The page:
GRACE :: Radiation Oncology


Potential Improvements in Whole Brain Radiation Therapy

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We have often discussed on the GRACE forum the pros and cons of various approaches to address brain metastases from non-small cell lung cancer, such as whole brain radiation therapy and stereotactic radiosurgery. One concern with regard to whole brain radiation therapy is the potential long term impact on cognitive function, in particular potential reduction in skills related to short term memory, learning and multi-tasking.

Multiple lines of research evidence point towards one particular area of the brain as very important for learning and memory – the hippocampus. The hippocampus is located in the medial aspect of the temporal lobe of the brain. In the human brain, there is a right and a left hippocampus. Nearly all right handed people are left brain dominant, and the majority of left handed people are also left brain dominant – thus the left hippocampus frequently may play a stronger contributive role in cognitive function.

 In studies in rats and mice, it has been shown that small doses of radiation can cause injury to brain cells in the hippocampus, whereas other areas of the brain are more resilient to that same low radiation dose and experience little or no injury.  In human patients, it has been observed that patients undergoing radiation therapy treatment which involves treatment to this area of the brain have had a subsequent decline in learning and memory.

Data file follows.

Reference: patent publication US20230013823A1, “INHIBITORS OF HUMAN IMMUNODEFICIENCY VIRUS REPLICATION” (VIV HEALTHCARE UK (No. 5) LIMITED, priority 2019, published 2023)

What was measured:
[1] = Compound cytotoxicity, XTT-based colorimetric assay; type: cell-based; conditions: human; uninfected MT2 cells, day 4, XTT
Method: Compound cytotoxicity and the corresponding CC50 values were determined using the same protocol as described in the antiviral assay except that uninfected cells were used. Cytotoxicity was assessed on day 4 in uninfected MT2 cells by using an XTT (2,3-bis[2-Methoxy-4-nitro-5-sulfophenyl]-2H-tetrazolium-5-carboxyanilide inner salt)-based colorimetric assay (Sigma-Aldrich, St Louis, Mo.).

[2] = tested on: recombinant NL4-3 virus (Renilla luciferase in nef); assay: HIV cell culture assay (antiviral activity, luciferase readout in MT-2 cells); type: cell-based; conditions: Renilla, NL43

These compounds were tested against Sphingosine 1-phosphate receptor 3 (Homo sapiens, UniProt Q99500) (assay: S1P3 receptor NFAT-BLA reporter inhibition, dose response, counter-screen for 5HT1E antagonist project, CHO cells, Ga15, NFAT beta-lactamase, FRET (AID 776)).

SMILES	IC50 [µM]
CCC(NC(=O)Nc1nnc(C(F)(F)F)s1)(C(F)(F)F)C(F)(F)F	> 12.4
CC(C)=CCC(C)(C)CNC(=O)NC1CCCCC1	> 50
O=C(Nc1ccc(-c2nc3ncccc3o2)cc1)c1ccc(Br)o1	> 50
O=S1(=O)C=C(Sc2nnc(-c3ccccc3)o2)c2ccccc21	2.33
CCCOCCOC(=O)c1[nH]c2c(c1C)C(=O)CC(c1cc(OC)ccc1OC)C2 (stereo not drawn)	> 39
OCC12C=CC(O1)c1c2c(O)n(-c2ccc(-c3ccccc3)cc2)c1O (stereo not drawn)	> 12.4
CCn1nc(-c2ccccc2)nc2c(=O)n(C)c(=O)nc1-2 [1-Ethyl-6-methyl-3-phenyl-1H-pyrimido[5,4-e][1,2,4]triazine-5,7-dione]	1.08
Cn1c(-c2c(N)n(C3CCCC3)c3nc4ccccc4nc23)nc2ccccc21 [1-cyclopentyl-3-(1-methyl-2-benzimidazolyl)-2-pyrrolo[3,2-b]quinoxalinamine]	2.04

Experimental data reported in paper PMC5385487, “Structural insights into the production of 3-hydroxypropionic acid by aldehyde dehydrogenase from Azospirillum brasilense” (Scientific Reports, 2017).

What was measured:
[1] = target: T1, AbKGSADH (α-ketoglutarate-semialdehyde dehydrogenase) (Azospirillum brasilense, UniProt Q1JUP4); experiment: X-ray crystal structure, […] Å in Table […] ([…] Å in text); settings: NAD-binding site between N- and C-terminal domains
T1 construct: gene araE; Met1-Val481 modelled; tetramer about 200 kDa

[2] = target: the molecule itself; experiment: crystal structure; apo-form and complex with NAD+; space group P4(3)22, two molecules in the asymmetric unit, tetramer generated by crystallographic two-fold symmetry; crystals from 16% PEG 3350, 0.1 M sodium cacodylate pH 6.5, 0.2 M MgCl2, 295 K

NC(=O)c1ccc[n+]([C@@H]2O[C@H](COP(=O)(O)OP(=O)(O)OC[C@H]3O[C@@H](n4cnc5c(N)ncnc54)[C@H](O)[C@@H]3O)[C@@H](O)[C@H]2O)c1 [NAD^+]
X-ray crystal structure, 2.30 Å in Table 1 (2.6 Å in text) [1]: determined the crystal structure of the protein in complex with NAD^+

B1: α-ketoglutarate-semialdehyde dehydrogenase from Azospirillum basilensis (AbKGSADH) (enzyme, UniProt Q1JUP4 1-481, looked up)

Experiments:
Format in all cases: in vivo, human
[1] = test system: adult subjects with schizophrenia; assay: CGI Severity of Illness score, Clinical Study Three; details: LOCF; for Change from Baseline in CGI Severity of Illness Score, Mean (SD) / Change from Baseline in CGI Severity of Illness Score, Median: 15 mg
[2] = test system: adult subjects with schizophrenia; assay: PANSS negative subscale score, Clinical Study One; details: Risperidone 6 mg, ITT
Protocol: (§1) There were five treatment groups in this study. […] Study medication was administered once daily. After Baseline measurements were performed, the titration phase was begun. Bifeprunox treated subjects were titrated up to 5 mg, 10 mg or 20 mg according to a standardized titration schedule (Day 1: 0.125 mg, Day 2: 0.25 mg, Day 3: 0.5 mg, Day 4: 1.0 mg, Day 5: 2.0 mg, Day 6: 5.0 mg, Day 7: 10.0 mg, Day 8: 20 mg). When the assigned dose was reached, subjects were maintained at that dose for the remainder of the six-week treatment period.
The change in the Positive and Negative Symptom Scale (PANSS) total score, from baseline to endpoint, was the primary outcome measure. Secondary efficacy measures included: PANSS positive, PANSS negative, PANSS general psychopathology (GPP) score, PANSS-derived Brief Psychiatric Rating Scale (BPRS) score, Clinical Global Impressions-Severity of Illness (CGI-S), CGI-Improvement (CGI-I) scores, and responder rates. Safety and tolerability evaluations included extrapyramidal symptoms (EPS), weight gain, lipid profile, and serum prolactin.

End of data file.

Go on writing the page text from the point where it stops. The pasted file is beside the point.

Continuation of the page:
As a result of the potential benefits of avoiding the hippocampi during whole brain radiation therapy, radiation oncology investigators at Northwestern University and the University of Wisconsin have coordinated a phase II trial of hippocampal avoidance during whole brain radiation therapy through the Radiation Therapy Oncology Group (RTOG).  The study number is RTOG 0933; its details are available through the RTOG website.   As well on the RTOG website, is a contouring atlas that delineates the anatomic boundaries of the relevant hippocampal anatomy as found upon cross-sectional MRI.

One practical challenge in hippocampal sparing in the context of whole brain radiation therapy relates to potential lung cancer metastases in or near the hippocampus.  However, in large series of patients with brain metastases, it turns out that hippocampal metastases are extraordinarily uncommon, and metastases close (within 5mm) the hippocampal region occur in only a few percent of patients. 

I am looking forward to the results of RTOG 0933, and other studies examining hippocampal avoidance during radiation therapy.  

One Response to Potential Improvements in Whole Brain Radiation Therapy

  • lisa says:

    My father just finished 14 treatments of Whole Brain Radiation, do you think now that it’s 2014 that the possibility of avoiding the hippocampal region is probable?

    What would be the best way to approach the Radiation Oncologist with this question?

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